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Viewpoints: Workforce Development and Enrichment

Masahiko Mori     

When discussing the challenges facing American manufacturers, the shortage of skilled workers is almost always near the top of the list. Due to many factors, fewer and fewer young people are seeking careers in manufacturing. Often, new hires possess no practical experience or relevant education, and must be trained on the job. For many shops, this problem can go so far as to constrain their capacity, impacting profitability and growth.

The problem of a general shortage of skilled workers is further compounded by a rapidly accelerating rate of technology advancement. Maintaining a competitive edge requires constantly integrating new technologies to improve productivity and cost effectiveness. Successful implementation of these innovations requires training and education, even for the most experienced operators.

While both the market and technology have evolved dramatically, training programs have usually failed to adapt to the times. Courses, whether offered by a manufacturer, machine tool builder, or other third party, are typically presented in a very traditional classroom setting. Unfortunately, this approach is proving to be increasingly inadequate to counter the skilled workforce dilemma. Building the workforce of tomorrow will require a model of education that harnesses technology to meet the needs of today's manufacturer.

The traditional classroom model lacks the flexibility required to overcome the growing skills gap. Production demands constantly change, making it difficult, if not impossible, to adhere to a strict class schedule. Most manufacturers simply cannot afford to send employees to several days of training, when a shift in workflow might necessitate their presence on the shop floor. Going forward, training must be flexible, adapting to operators' schedules rather than dictating them.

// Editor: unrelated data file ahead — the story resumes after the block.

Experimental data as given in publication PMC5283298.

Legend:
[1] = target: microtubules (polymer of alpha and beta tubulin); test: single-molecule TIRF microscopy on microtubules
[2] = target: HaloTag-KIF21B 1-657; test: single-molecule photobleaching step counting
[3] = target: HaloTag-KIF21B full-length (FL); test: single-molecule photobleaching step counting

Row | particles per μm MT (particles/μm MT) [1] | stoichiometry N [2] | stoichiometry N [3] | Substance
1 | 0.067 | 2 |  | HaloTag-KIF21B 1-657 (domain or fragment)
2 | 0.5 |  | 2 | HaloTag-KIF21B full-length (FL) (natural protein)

Another restriction of the classroom environment is its inability to meet the varying needs of the individual. Because each person's knowledge and rate of learning are different, the pace of a classroom will always be either too fast or too slow for some. This creates a dilemma in which some students will fail to keep up, while others will be forced to sit through instruction on topics they have already mastered. New models of education must improve responsiveness to each individual's needs.

Lastly, today's training courses must be immersive, capturing and holding a student's attention. The current generation of young people has grown up surrounded by technology, and it is a regular and expected part of their lives. By using it to present an engaging format for learning, one can achieve much greater success in keeping their interest.

Our company relied upon these principles when we developed Education On Demand, an online virtual classroom provided by our training enterprise, Mori Seiki University. Courses are presented online and are available at any time, allowing operators to participate when the flow of work allows it. Each segment ends with a test that requires a perfect score for the student to continue. Furthermore, the test can be taken at any point during the course. This allows operators already well-versed in a topic to progress quickly, while ensuring that beginners gain a thorough understanding of the subject being covered.

Education On Demand also uses technology to create a highly immersive environment. Courses are populated with virtual machines that behave like their real-world counterparts. As commands are entered on the virtual CNC, the machine on a student's screen responds realistically. This simulation is not dissimilar from the video games played by many young people today. It adds an air of familiarity and holds the user's attention.

By presenting courses through a vehicle of this sort, another benefit is attained. In the past, the installation of a newly purchased machine was typically followed by several days of on-site operator training. While this type of hands-on training is still necessary, the new model allows education to begin as soon as a machine has been purchased. This empowers operators with a familiarity and understanding of a new machine, even before it enters the shop. On-site training is then highly productive, focusing on specifics of the customer's application, rather than only on the basics of machine operation.

Workforce development and enrichment is a vital issue that will only increase in importance in the future.To counter the current shortage of skilled workers, there must be a steadfast dedication to the evolution and improvement of training platforms. This responsibility lies with everyone in the industry, be it machine tool builders, machine shops, or trade schools. By integrating technology into our approach, we can ensure the future success of American manufacturing.

 

This article was first published in the March 2008 edition of Manufacturing Engineering magazine. 


Published Date : 3/1/2008

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